Spire Global Providing GPS Jamming Data to US Space Force
Spire Global, a space-to-cloud data and analytics company, is using its constellation of geolocation satellites to collect data that helps the U.S. Space Force detect GPS jamming.
The data-gathering initiative is part of a project run by the Space Systems Command to find out how to automate manual data analysis techniques and produce timely intelligence for military operations. Spire’s cube satellites use the GPS radio occultation remote sensing technique to measure how GPS travels through the Earth’s atmosphere.
The company has 40 radio occupation satellites that are constantly collecting GPS telemetry, SpaceNews reported.
The GPS data collection is being done in conjunction with a Space Systems Command contract awarded to Slingshot Aerospace to prototype an analytics tool that ingests data from low-Earth orbit satellites. Under this contract, Slingshot will use its data platform to analyze data from Spire and other LEO constellations to detect and locate radio frequency and GPS interference.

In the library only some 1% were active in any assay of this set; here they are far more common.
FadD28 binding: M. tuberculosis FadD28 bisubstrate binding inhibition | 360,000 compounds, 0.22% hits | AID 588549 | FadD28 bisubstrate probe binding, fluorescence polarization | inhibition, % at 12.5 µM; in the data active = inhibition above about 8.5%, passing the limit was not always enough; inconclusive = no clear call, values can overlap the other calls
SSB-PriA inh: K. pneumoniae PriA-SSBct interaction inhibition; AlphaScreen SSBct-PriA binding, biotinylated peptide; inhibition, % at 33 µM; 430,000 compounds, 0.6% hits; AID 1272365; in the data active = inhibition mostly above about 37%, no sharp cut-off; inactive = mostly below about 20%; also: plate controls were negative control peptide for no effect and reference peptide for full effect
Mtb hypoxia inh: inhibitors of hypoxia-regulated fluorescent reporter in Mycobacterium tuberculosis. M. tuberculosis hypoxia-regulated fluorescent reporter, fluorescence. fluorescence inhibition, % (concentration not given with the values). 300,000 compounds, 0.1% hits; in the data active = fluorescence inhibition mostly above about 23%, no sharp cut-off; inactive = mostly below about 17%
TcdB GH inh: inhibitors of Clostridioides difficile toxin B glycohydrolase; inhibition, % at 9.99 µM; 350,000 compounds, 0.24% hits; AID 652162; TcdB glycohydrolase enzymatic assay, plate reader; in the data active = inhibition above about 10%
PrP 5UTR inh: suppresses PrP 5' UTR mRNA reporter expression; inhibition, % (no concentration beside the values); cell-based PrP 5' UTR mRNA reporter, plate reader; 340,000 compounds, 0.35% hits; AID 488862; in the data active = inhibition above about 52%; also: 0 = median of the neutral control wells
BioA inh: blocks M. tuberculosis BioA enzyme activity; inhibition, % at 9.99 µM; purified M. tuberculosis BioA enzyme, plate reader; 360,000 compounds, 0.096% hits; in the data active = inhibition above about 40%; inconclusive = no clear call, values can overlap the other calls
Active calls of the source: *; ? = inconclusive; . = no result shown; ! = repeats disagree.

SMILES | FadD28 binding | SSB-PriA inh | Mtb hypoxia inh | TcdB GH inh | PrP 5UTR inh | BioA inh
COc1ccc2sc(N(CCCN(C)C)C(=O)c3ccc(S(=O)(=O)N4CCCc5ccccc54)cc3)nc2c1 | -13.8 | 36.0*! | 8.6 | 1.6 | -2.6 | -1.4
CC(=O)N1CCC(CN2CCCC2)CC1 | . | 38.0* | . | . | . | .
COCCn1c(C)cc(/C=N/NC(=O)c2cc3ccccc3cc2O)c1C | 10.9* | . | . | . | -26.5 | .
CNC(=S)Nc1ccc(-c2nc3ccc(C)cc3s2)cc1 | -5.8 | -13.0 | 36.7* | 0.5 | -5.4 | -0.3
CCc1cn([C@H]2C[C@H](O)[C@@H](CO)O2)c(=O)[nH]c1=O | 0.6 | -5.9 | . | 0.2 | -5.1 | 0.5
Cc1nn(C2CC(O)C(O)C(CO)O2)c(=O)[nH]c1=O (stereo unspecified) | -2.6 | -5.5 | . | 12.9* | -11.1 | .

In June, Slingshot will demonstrate a prototype that will make data available in the military’s unified data library. The enterprise repository was created by the USSF and the U.S. Air Force Research Laboratory.
The Spire data gathering initiative is expected to end in June after the Slingshot demonstrations. However, Spire Director of Federal Sales Conor Brown is hoping that the program gets extended so the government will be able to take advantage of new satellites that the company will develop for RF collection and analysis.
Brown explained that its radio occupation satellites are able to immediately send raw data that could indicate jamming and signal disruptions in the GPS frequency bands. According to Brown, the company can take the raw data, extract signal detection information and analyze it to spot spoofing.
Tags: Conor Brown electronic warfare tactics GPS jamming Slingshot Aerospace space Space Systems Command SpaceNews Spire Global US Space Force